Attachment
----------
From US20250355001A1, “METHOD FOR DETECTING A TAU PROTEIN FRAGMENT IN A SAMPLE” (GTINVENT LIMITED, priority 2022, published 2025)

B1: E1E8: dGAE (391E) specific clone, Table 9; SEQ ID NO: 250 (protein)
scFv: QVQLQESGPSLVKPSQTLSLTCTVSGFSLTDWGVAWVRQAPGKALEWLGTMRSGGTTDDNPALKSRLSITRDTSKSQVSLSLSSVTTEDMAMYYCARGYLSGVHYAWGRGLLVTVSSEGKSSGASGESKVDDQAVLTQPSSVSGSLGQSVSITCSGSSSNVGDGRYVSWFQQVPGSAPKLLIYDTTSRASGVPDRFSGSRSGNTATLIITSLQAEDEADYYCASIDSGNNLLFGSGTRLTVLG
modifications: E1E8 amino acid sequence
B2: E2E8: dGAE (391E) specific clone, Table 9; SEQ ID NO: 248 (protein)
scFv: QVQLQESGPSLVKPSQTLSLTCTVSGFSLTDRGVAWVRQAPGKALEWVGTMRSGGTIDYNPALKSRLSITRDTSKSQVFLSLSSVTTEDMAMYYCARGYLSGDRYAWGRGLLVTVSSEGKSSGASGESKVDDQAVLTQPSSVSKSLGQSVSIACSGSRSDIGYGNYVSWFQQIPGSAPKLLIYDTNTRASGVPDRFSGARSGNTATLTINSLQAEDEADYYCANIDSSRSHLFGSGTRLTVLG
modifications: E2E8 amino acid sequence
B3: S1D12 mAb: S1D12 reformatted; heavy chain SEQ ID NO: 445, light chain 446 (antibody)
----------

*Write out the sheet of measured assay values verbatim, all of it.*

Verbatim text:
From US20250355001A1, “METHOD FOR DETECTING A TAU PROTEIN FRAGMENT IN A SAMPLE” (GTINVENT LIMITED, priority 2022, published 2025)

B1: E1E8: dGAE (391E) specific clone, Table 9; SEQ ID NO: 250 (protein)
scFv: QVQLQESGPSLVKPSQTLSLTCTVSGFSLTDWGVAWVRQAPGKALEWLGTMRSGGTTDDNPALKSRLSITRDTSKSQVSLSLSSVTTEDMAMYYCARGYLSGVHYAWGRGLLVTVSSEGKSSGASGESKVDDQAVLTQPSSVSGSLGQSVSITCSGSSSNVGDGRYVSWFQQVPGSAPKLLIYDTTSRASGVPDRFSGSRSGNTATLIITSLQAEDEADYYCASIDSGNNLLFGSGTRLTVLG
modifications: E1E8 amino acid sequence
B2: E2E8: dGAE (391E) specific clone, Table 9; SEQ ID NO: 248 (protein)
scFv: QVQLQESGPSLVKPSQTLSLTCTVSGFSLTDRGVAWVRQAPGKALEWVGTMRSGGTIDYNPALKSRLSITRDTSKSQVFLSLSSVTTEDMAMYYCARGYLSGDRYAWGRGLLVTVSSEGKSSGASGESKVDDQAVLTQPSSVSKSLGQSVSIACSGSRSDIGYGNYVSWFQQIPGSAPKLLIYDTNTRASGVPDRFSGARSGNTATLTINSLQAEDEADYYCANIDSSRSHLFGSGTRLTVLG
modifications: E2E8 amino acid sequence
B3: S1D12 mAb: S1D12 reformatted; heavy chain SEQ ID NO: 445, light chain 446 (antibody)